John Curtis: It’s about protecting the right areas the right way

I still believe that all sides still share many common goals and values and can work together for the benefit of Utah.

President Donald Trump speaks at the Utah State Capitol Monday, Dec. 4, 2017, in Salt Lake City. Trump traveled to Salt Lake City to announce plans to shrink two sprawling national monuments in Utah in a move that will delight the state's GOP politicians and many rural residents who see the lands as prime examples of federal overreach, but will enrage tribes and environmentalist groups who vow to immediately sue to preserve the monuments. (AP Photo/Rick Bowmer)

For far too long across the American West, especially on the sweeping and magnificent ranges of Utah’s iconic landscape, there has been an ongoing struggle between those whose livelihoods depend on multiple uses of our public lands and the groups focused on advocating for limited use of those lands. That said, nothing has proven more aggravating to this already extremely divisive fight over these lands, than when a president unilaterally makes decisions concerning the areas, often over the objection of important stakeholders.

In the final days of President Obama’s administration, he ignited widespread frustration, when he locked up 1.35 million acres of land by creating the Bears Ears National Monument. Monday’s announcement by President Trump has likewise created a groundswell of resentment among some groups and citizens both inside and outside Utah.

I believe it is important to view the powers of the executive branch to make these wide sweeping designations with caution. The tool left to the president is like a sledgehammer. It is often used with one big blow, which causes not only the local residents frustration but also leaves many unanswered questions. In the case of Bears Ears these decisions have inappropriately framed the discussion in terms of size. The debate has centered on big vs. small rather than protecting the right areas in the right ways. There are three real questions at hand; are we doing the right things in the right areas, are the right people making the decisions and do have we have the right resources?

Regrettably, this conflict has reached what seems like a new low in terms of distrust, with each side resorting to rhetoric aimed at vilifying the other. That said, I still believe that all sides still share many common goals and values and can work together for the benefit of Utah. We can all agree that these sensitive and significant archeological sites must be responsibly managed for future generations to appreciate. In addition to responsible conservation, we must maintain the multiple use of this land for vitally important activities for our state’s economy such as grazing, hunting, and recreation. During my time as a candidate and now as the congressman representing Utah’s 3rd Congressional District, I have not heard a compelling argument that would suggest that these are not commonly shared goals. In fact, I have found quite the opposite to be true.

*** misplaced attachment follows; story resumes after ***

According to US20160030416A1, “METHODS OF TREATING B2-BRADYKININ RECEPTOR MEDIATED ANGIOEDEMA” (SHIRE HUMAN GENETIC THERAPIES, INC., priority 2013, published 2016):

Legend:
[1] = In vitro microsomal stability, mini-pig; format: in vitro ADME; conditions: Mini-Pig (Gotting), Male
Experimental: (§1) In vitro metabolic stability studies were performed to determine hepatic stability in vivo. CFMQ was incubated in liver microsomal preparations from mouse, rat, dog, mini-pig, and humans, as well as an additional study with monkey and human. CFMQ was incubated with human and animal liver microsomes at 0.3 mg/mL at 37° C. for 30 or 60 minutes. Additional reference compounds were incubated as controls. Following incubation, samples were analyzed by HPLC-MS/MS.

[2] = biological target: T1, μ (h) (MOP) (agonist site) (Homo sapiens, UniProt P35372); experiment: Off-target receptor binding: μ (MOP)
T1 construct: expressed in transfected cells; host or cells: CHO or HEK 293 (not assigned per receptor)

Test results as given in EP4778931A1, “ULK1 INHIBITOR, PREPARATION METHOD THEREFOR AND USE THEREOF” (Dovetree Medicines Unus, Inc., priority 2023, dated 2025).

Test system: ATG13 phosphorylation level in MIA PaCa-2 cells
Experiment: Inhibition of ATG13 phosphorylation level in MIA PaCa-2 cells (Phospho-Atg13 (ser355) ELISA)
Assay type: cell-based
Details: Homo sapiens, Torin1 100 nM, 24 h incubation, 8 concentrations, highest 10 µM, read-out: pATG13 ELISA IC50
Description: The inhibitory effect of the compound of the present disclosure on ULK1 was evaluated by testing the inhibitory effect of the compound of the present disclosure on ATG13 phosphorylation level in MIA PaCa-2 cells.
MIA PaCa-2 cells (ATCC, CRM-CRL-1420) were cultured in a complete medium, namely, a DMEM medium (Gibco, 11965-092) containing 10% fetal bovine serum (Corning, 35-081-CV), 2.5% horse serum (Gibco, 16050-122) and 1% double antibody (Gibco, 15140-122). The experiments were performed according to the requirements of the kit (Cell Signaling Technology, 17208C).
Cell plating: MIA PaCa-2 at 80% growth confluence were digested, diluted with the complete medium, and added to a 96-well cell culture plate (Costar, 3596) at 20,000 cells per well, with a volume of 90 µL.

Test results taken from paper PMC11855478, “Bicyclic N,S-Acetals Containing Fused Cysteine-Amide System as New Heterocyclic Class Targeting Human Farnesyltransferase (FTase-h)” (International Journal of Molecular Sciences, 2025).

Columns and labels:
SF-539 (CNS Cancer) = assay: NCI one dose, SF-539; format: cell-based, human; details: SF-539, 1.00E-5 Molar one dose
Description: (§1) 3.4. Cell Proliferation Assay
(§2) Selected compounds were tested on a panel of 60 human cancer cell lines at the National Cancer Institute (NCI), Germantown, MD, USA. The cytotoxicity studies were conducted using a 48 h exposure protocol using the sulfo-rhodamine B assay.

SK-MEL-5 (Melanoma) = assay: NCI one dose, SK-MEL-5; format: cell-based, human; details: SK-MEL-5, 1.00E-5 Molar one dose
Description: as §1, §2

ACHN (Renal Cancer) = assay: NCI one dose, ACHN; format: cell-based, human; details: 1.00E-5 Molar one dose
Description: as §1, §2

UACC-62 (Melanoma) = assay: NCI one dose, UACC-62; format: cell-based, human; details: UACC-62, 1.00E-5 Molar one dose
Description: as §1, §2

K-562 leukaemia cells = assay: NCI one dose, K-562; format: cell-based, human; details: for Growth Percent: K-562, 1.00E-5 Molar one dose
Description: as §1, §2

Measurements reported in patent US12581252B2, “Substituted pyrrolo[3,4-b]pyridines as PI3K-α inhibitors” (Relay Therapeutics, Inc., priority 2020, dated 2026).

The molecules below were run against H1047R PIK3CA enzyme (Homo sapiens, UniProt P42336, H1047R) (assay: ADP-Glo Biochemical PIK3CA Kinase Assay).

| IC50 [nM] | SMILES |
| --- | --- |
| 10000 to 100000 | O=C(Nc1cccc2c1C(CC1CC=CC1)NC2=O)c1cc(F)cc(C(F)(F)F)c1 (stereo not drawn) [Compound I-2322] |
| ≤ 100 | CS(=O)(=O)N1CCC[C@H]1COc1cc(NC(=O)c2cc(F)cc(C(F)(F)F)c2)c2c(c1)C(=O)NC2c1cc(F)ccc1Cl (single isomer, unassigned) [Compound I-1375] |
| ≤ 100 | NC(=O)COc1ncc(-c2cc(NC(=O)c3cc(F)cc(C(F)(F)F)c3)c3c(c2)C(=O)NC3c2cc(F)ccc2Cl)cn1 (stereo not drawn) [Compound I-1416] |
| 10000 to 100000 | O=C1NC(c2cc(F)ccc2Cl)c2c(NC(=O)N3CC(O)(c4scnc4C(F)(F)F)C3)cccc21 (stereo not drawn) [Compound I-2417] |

I’m grateful that President Trump has been willing to weigh in on this issue. It gives us a chance to move the dialogue off of big or small and focus us on doing the right thing.

The time has come for Congress to ensure that these sites are managed the right way. I define “the right way” as (1) input from Utah’s tribal members, local citizens and governments, (2) a management plan that protects archeological treasures and sacred sites while also maintaining multiple use of the lands such as recreation, hunting, grazing, and (3) utilizing the legislative process and constitutionally mandated checks and balances for both the management and creation of national parks, monuments, recreation and conservation areas. To ensure just that, today I will be joined by the rest of Utah’s congressional delegation in introducing Shash Jaa National Monument and Indian Creek National Monument Act which creates the first tribally managed national monument.

Our bill, the first of its kind, guarantees that the monuments are managed the right way with local input. Specifically, the bill safeguards these newly created monuments by establishing a management council for each, where they will be co-managed by the affected local county governments and Utah Native Americans. Additionally, our bill ensures the right management plan protects sacred and significant archeological sites, while preserving the multiple use and access to much of these lands for recreation, grazing and hunting. Lastly, our bill uses the right process to achieve these goals, with elected representatives in Congress utilizing the legislative process and constitutionally established checks and balances, as opposed to unilateral executive action. The legislative process is the right way to both determine the proper management of public lands and for establishing future national parks, monuments and recreation and conservation areas.

I believe my role as a member of Congress is to bring solutions forward that add stability to the region that compliments our mutually shared goals. That is the Utah way.

For that reason, the Shash Jaa National Monument and Indian Creek National Monument Act are not simply about the size or acreage of these monuments; they’re about managing the right places the right way.

(Francisco Kjolseth | The Salt Lake Tribune) John Curtis speaks to the Salt Lake Tribune Editorial Board on Tuesday, Oct. 10, 2017.

Rep. John Curtis, R-Provo, represents Utah’s 3rd Congressional District in the U.S. House of Representatives.